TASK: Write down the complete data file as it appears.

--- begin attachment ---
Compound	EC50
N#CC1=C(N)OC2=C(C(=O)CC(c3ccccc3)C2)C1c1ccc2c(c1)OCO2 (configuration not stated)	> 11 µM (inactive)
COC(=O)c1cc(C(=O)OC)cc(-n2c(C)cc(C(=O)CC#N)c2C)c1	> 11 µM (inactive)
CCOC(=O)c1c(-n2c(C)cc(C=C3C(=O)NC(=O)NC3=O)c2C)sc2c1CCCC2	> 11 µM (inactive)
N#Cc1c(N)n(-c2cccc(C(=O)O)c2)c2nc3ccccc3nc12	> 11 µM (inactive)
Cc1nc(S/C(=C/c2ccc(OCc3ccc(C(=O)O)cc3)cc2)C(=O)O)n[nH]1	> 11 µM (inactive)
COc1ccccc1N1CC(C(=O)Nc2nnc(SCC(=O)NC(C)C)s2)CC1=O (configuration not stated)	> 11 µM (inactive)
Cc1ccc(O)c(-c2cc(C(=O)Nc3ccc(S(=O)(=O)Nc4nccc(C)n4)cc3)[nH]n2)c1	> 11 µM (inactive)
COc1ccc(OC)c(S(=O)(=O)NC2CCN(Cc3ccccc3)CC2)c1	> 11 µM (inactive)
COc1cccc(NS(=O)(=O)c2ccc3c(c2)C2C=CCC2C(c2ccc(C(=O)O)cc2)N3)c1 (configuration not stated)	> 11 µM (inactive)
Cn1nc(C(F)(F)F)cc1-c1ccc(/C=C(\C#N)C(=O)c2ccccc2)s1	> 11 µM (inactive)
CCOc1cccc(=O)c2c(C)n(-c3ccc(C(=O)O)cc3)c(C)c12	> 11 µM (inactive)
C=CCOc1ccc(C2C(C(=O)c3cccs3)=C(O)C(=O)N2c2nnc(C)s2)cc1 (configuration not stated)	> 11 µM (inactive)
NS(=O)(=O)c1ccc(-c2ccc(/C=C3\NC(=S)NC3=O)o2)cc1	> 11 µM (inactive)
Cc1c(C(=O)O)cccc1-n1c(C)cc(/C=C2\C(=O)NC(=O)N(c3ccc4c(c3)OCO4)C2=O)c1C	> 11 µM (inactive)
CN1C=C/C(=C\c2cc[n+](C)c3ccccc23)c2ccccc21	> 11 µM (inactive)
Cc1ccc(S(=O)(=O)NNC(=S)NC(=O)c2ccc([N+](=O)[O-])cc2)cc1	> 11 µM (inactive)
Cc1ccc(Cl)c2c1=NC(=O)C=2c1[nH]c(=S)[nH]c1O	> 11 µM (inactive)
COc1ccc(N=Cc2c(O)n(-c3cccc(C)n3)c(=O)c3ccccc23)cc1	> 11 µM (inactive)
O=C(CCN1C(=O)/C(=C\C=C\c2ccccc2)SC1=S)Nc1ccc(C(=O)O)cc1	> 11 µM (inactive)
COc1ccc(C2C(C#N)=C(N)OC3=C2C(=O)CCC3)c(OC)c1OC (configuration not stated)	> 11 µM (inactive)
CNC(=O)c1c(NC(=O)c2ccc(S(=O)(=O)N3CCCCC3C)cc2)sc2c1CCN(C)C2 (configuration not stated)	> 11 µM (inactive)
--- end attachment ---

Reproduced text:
Compound	EC50
N#CC1=C(N)OC2=C(C(=O)CC(c3ccccc3)C2)C1c1ccc2c(c1)OCO2 (configuration not stated)	> 11 µM (inactive)
COC(=O)c1cc(C(=O)OC)cc(-n2c(C)cc(C(=O)CC#N)c2C)c1	> 11 µM (inactive)
CCOC(=O)c1c(-n2c(C)cc(C=C3C(=O)NC(=O)NC3=O)c2C)sc2c1CCCC2	> 11 µM (inactive)
N#Cc1c(N)n(-c2cccc(C(=O)O)c2)c2nc3ccccc3nc12	> 11 µM (inactive)
Cc1nc(S/C(=C/c2ccc(OCc3ccc(C(=O)O)cc3)cc2)C(=O)O)n[nH]1	> 11 µM (inactive)
COc1ccccc1N1CC(C(=O)Nc2nnc(SCC(=O)NC(C)C)s2)CC1=O (configuration not stated)	> 11 µM (inactive)
Cc1ccc(O)c(-c2cc(C(=O)Nc3ccc(S(=O)(=O)Nc4nccc(C)n4)cc3)[nH]n2)c1	> 11 µM (inactive)
COc1ccc(OC)c(S(=O)(=O)NC2CCN(Cc3ccccc3)CC2)c1	> 11 µM (inactive)
COc1cccc(NS(=O)(=O)c2ccc3c(c2)C2C=CCC2C(c2ccc(C(=O)O)cc2)N3)c1 (configuration not stated)	> 11 µM (inactive)
Cn1nc(C(F)(F)F)cc1-c1ccc(/C=C(\C#N)C(=O)c2ccccc2)s1	> 11 µM (inactive)
CCOc1cccc(=O)c2c(C)n(-c3ccc(C(=O)O)cc3)c(C)c12	> 11 µM (inactive)
C=CCOc1ccc(C2C(C(=O)c3cccs3)=C(O)C(=O)N2c2nnc(C)s2)cc1 (configuration not stated)	> 11 µM (inactive)
NS(=O)(=O)c1ccc(-c2ccc(/C=C3\NC(=S)NC3=O)o2)cc1	> 11 µM (inactive)
Cc1c(C(=O)O)cccc1-n1c(C)cc(/C=C2\C(=O)NC(=O)N(c3ccc4c(c3)OCO4)C2=O)c1C	> 11 µM (inactive)
CN1C=C/C(=C\c2cc[n+](C)c3ccccc23)c2ccccc21	> 11 µM (inactive)
Cc1ccc(S(=O)(=O)NNC(=S)NC(=O)c2ccc([N+](=O)[O-])cc2)cc1	> 11 µM (inactive)
Cc1ccc(Cl)c2c1=NC(=O)C=2c1[nH]c(=S)[nH]c1O	> 11 µM (inactive)
COc1ccc(N=Cc2c(O)n(-c3cccc(C)n3)c(=O)c3ccccc23)cc1	> 11 µM (inactive)
O=C(CCN1C(=O)/C(=C\C=C\c2ccccc2)SC1=S)Nc1ccc(C(=O)O)cc1	> 11 µM (inactive)
COc1ccc(C2C(C#N)=C(N)OC3=C2C(=O)CCC3)c(OC)c1OC (configuration not stated)	> 11 µM (inactive)
CNC(=O)c1c(NC(=O)c2ccc(S(=O)(=O)N3CCCCC3C)cc2)sc2c1CCN(C)C2 (configuration not stated)	> 11 µM (inactive)